Heavy damage was reported at Cianjur, a town near the epicenter, and surrounding areas. Houses, schools, public infrastructures and facilities experienced heavy damage and/or collapse. Several landslides occurred due to the shaking. The worst hit area is Cugenang sub-district, where one village was buried by a landslide. For the last 24 hours, it has been reported that there were 268 casualties, 1,083 people injured, and 151 people still missing. More than 22,000 houses were damaged, causing tens of thousands of people to evacuate from their homes. The casualties are due to collapse of houses and landslides. Much of the houses and infrastructure have not been built to be earthquake resistant. Most of the houses that were made of bricks experienced heavy damage, while houses made of wood were not broken.
The Cimandiri Fault
Analysis by BMKG suggests this earthquake might be related to activity on the Cimandiri Fault, one of the major faults on West Java. Based on the seismic data analysis, the source mechanism of this earthquake is a strike-slip, which is consistent with the mechanism of the Cimandiri Fault, a left-lateral strike-slip fault.
Based on the Peta Sumber dan Bahaya Gempa Indonesia by Pusat Gempa Nasional (PUSGEN, 2017), the Cimandiri consists of three segments: Cimandiri segment in the south, Nyalindung-Cibeber segment in the middle, and Rajamandala segment in the north. Monday’s earthquake epicenter was located closer to the Rajamandala segment of the Cimandiri Fault. But, this analysis is preliminary; more study is needed to ascertain the role of any segment of the Cimandiri Fault.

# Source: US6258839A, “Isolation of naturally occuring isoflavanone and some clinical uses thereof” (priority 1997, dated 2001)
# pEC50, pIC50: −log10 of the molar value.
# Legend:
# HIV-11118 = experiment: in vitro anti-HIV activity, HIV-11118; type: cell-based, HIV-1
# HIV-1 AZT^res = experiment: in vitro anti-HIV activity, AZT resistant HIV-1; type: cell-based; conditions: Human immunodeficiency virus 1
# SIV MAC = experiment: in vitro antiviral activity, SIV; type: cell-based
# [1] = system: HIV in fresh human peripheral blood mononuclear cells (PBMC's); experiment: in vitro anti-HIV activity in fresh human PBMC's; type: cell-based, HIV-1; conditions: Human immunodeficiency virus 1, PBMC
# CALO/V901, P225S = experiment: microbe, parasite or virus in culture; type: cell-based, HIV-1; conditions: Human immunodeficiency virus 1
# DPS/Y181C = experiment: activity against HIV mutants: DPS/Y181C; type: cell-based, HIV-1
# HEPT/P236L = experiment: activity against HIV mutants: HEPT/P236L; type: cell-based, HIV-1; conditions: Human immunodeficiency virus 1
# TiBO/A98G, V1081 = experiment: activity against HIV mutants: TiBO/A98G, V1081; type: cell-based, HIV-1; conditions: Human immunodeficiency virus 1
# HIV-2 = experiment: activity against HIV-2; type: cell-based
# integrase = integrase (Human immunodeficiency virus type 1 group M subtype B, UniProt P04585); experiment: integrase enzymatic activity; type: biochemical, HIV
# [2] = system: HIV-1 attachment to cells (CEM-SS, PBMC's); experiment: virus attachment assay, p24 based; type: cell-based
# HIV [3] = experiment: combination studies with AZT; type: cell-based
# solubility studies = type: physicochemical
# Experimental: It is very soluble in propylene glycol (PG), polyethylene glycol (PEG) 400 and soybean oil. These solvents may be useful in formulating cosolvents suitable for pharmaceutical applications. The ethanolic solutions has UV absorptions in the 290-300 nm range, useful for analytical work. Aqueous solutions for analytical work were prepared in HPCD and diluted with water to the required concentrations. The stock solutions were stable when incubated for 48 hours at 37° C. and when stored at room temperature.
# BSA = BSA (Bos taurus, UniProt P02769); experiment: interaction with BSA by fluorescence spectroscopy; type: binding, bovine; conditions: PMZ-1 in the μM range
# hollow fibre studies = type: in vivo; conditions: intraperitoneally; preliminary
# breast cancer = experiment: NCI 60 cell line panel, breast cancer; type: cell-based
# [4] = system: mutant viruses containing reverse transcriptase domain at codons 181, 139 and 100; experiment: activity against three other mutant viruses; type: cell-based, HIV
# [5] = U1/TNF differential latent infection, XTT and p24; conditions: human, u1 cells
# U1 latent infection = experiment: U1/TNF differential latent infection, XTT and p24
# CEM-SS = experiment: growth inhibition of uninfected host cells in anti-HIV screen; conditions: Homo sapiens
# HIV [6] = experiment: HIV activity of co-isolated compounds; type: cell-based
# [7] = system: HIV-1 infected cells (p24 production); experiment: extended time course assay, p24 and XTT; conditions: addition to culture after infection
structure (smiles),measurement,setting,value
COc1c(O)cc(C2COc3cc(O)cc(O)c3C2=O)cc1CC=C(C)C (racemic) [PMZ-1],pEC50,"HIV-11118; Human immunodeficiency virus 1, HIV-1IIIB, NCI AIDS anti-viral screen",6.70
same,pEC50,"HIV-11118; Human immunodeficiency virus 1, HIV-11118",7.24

The Cimandiri Fault moves at a rate of 4 millimeters per year (Safitri, 2016) and has a potential to generate a magnitude-7.2 event, about 100 times more energy than the one that happened on Monday. The fault has hosted several historical earthquakes: a quake with VII shaking intensity in 1900 (Visser, 1922), a magnitude-5.5 earthquake in 1982, and magnitude-5.4 and magnitude-5.1 events in 2000 (Supartoyo et al., 2008). Between 2009 and 2015, there were 10 earthquakes identified as occurring along the Cimandiri Fault (PUSGEN, 2017).